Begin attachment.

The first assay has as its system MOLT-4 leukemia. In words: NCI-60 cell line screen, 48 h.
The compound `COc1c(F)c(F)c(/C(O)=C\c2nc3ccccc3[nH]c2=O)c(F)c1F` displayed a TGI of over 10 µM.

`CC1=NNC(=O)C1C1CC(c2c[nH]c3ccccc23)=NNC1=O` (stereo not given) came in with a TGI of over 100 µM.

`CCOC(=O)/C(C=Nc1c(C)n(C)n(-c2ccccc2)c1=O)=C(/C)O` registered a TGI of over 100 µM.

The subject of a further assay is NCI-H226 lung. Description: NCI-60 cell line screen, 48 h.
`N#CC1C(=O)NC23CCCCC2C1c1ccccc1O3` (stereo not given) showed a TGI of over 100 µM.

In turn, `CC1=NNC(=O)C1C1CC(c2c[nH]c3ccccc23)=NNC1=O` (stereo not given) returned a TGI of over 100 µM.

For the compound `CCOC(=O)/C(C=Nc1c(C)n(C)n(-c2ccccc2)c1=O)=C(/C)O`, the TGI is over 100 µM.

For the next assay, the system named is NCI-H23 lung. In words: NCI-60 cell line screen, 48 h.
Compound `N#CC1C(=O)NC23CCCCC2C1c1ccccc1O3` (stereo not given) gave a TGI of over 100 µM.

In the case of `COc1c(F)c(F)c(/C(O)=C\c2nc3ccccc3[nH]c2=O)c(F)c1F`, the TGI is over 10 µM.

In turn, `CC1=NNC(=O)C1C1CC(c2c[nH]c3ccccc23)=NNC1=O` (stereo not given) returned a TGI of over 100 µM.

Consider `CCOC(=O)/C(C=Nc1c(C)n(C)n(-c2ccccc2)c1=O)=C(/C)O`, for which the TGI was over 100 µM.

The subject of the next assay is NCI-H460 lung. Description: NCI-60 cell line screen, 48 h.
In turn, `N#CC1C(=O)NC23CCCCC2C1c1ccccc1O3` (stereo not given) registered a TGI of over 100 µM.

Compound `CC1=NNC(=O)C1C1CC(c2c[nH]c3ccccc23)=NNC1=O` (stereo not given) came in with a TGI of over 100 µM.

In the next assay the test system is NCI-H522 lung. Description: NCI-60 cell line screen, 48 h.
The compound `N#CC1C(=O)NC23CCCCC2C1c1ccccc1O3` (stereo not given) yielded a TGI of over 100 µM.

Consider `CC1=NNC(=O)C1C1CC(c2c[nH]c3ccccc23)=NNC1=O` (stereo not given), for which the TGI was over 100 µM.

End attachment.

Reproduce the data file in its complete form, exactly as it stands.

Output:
The first assay has as its system MOLT-4 leukemia. In words: NCI-60 cell line screen, 48 h.
The compound `COc1c(F)c(F)c(/C(O)=C\c2nc3ccccc3[nH]c2=O)c(F)c1F` displayed a TGI of over 10 µM.

`CC1=NNC(=O)C1C1CC(c2c[nH]c3ccccc23)=NNC1=O` (stereo not given) came in with a TGI of over 100 µM.

`CCOC(=O)/C(C=Nc1c(C)n(C)n(-c2ccccc2)c1=O)=C(/C)O` registered a TGI of over 100 µM.

The subject of a further assay is NCI-H226 lung. Description: NCI-60 cell line screen, 48 h.
`N#CC1C(=O)NC23CCCCC2C1c1ccccc1O3` (stereo not given) showed a TGI of over 100 µM.

In turn, `CC1=NNC(=O)C1C1CC(c2c[nH]c3ccccc23)=NNC1=O` (stereo not given) returned a TGI of over 100 µM.

For the compound `CCOC(=O)/C(C=Nc1c(C)n(C)n(-c2ccccc2)c1=O)=C(/C)O`, the TGI is over 100 µM.

For the next assay, the system named is NCI-H23 lung. In words: NCI-60 cell line screen, 48 h.
Compound `N#CC1C(=O)NC23CCCCC2C1c1ccccc1O3` (stereo not given) gave a TGI of over 100 µM.

In the case of `COc1c(F)c(F)c(/C(O)=C\c2nc3ccccc3[nH]c2=O)c(F)c1F`, the TGI is over 10 µM.

In turn, `CC1=NNC(=O)C1C1CC(c2c[nH]c3ccccc23)=NNC1=O` (stereo not given) returned a TGI of over 100 µM.

Consider `CCOC(=O)/C(C=Nc1c(C)n(C)n(-c2ccccc2)c1=O)=C(/C)O`, for which the TGI was over 100 µM.

The subject of the next assay is NCI-H460 lung. Description: NCI-60 cell line screen, 48 h.
In turn, `N#CC1C(=O)NC23CCCCC2C1c1ccccc1O3` (stereo not given) registered a TGI of over 100 µM.

Compound `CC1=NNC(=O)C1C1CC(c2c[nH]c3ccccc23)=NNC1=O` (stereo not given) came in with a TGI of over 100 µM.

In the next assay the test system is NCI-H522 lung. Description: NCI-60 cell line screen, 48 h.
The compound `N#CC1C(=O)NC23CCCCC2C1c1ccccc1O3` (stereo not given) yielded a TGI of over 100 µM.

Consider `CC1=NNC(=O)C1C1CC(c2c[nH]c3ccccc23)=NNC1=O` (stereo not given), for which the TGI was over 100 µM.